This post was originally published on May 23, 2018; updated 8/1/18
CMS is passing regulations that will allow Medicare Advantage plans to offer more unique benefits. The goal is to make it easier for seniors to keep living at home. CMS administrator Seema Verma said, “Medicare Advantage beneficiaries will have more supplemental benefits, making it easier for them to lead healthier, more independent lives.”
Even without any expansion, Medicare Advantage has been steadily growing in popularity over the past few years. It’s the most logical option for beneficiaries with chronic illnesses and disabilities because MA plans typically cover much more hospital costs and ancillary services than Original Medicare. Plus, beneficiaries need the prescription drug coverage that MA provides.
This year, 87% of Medicare beneficiaries have access to at least one Medicare Advantage plan. A total of 33% of all Medicare beneficiaries are enrolled in a Medicare Advantage plan, and studies suggest that the number will continue to rise.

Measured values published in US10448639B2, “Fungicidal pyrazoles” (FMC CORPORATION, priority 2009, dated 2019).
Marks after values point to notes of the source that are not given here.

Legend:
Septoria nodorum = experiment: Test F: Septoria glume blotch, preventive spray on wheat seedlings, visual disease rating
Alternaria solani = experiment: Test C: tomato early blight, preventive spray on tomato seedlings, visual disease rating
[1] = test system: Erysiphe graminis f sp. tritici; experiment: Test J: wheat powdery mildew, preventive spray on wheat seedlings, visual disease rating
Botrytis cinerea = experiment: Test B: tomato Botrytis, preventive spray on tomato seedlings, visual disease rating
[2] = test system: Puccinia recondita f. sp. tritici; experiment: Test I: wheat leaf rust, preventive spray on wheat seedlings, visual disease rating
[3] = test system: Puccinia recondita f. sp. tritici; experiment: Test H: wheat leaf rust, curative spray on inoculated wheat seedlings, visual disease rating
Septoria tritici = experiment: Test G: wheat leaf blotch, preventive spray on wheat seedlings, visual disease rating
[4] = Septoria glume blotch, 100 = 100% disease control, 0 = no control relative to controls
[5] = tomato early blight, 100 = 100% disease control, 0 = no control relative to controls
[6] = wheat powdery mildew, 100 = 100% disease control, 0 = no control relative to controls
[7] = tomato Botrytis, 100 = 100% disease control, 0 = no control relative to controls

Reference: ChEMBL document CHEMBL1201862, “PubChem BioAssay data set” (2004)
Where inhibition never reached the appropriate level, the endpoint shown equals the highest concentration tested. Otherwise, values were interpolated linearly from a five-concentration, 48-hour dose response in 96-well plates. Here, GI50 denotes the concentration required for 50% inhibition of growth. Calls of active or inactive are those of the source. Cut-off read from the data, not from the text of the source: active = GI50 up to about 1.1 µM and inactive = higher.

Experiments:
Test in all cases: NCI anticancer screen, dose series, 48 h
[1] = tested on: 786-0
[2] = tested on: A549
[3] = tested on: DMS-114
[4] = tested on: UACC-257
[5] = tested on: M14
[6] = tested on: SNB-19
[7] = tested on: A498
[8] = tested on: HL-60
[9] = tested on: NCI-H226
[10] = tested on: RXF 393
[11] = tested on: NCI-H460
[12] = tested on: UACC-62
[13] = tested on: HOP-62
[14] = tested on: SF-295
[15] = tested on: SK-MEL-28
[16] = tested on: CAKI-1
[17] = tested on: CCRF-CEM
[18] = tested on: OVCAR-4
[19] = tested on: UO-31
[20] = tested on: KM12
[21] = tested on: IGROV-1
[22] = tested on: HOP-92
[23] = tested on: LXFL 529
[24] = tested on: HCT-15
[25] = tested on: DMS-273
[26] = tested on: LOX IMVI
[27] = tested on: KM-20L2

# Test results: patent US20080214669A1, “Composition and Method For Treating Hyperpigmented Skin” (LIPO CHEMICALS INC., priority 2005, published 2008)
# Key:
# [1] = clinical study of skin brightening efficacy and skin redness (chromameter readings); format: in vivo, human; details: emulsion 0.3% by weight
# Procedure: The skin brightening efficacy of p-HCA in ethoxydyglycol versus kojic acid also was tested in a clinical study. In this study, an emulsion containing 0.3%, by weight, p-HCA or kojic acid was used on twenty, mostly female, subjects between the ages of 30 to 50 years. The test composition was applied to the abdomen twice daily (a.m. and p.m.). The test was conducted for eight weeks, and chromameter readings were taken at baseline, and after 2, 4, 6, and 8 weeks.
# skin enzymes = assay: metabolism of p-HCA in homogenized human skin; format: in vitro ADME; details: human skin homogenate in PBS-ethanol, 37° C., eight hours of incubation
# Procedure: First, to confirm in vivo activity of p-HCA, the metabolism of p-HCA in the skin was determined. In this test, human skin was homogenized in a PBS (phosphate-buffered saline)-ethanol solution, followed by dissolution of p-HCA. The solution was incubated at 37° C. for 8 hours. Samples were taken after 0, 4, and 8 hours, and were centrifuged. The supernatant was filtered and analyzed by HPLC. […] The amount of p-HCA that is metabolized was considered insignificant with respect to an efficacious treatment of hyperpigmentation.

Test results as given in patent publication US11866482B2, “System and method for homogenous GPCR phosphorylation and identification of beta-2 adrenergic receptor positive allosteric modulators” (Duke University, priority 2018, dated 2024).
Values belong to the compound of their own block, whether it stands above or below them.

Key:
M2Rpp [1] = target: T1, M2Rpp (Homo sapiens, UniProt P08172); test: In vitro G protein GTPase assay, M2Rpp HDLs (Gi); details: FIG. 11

Early this year, CMS released new changes regarding Medicare and Medicaid benefits. One of the biggest and newest changes is increased flexibility in what Medicare Advantage plans are allowed to offer as “supplemental” Medicare benefits.
Keeping up with modern technology and the popularity of ridesharing services, Medicare Advantage plans can now include more transportation options to help seniors get to and from doctor’s appointments. Meal delivery services for those who have a hard time shopping for groceries or cooking for themselves are also allowed – and we are already seeing plans add these to their list of benefits.
New Durable Medical Equipment laws will also allow Medicare Advantage plans to allow home modifications, like wheelchair ramps for homes with stairs or air conditioners for those with asthma. Plans will also likely allow for more home health care to help with dressing, eating, etc, as well as more access to telehealth for those who have trouble accessing doctors.
Opioid misuse grows every year; it’s impossible for CMS to ignore it. In 2019, CMS is asking Part D sponsors to limit opioid prescription refills and allow no more than a seven-day supply at one time. Additionally, CMS is expanding the Overutilization Monitoring System (OMS) to help identify beneficiaries who are using high levels of opioids from multiple pharmacies and with multiple prescriptions. When those beneficiaries are found, Part D sponsors must perform case management and can limit prescriptions.
Sponsors are also expected to implement safety alerts when chronic opioid users submit a prescription. CMS will start urging Part D sponsors and MAPD plans to set certain expectations for opioid prescriptions. Otherwise, beneficiaries will likely be stopped at the point-of-sale.
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